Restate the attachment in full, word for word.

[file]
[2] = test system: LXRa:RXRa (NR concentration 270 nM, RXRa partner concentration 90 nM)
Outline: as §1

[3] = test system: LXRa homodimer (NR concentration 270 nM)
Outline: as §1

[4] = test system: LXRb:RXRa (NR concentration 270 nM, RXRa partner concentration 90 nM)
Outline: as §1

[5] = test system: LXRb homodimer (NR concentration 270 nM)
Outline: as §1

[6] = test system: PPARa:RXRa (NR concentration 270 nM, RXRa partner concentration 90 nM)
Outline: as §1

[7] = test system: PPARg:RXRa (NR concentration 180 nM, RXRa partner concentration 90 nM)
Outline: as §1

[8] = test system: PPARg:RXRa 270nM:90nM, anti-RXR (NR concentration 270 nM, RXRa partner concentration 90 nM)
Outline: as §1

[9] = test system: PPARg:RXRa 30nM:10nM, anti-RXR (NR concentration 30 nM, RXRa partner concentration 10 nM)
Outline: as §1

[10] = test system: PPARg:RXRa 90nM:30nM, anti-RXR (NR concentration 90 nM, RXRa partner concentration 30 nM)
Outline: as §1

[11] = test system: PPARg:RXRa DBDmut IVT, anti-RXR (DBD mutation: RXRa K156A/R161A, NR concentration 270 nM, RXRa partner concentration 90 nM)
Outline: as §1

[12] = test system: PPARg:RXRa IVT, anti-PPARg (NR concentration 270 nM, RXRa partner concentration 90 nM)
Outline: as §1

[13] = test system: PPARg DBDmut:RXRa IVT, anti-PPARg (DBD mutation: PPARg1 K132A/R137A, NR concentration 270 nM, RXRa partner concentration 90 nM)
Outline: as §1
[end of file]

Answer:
[2] = test system: LXRa:RXRa (NR concentration 270 nM, RXRa partner concentration 90 nM)
Outline: as §1

[3] = test system: LXRa homodimer (NR concentration 270 nM)
Outline: as §1

[4] = test system: LXRb:RXRa (NR concentration 270 nM, RXRa partner concentration 90 nM)
Outline: as §1

[5] = test system: LXRb homodimer (NR concentration 270 nM)
Outline: as §1

[6] = test system: PPARa:RXRa (NR concentration 270 nM, RXRa partner concentration 90 nM)
Outline: as §1

[7] = test system: PPARg:RXRa (NR concentration 180 nM, RXRa partner concentration 90 nM)
Outline: as §1

[8] = test system: PPARg:RXRa 270nM:90nM, anti-RXR (NR concentration 270 nM, RXRa partner concentration 90 nM)
Outline: as §1

[9] = test system: PPARg:RXRa 30nM:10nM, anti-RXR (NR concentration 30 nM, RXRa partner concentration 10 nM)
Outline: as §1

[10] = test system: PPARg:RXRa 90nM:30nM, anti-RXR (NR concentration 90 nM, RXRa partner concentration 30 nM)
Outline: as §1

[11] = test system: PPARg:RXRa DBDmut IVT, anti-RXR (DBD mutation: RXRa K156A/R161A, NR concentration 270 nM, RXRa partner concentration 90 nM)
Outline: as §1

[12] = test system: PPARg:RXRa IVT, anti-PPARg (NR concentration 270 nM, RXRa partner concentration 90 nM)
Outline: as §1

[13] = test system: PPARg DBDmut:RXRa IVT, anti-PPARg (DBD mutation: PPARg1 K132A/R137A, NR concentration 270 nM, RXRa partner concentration 90 nM)
Outline: as §1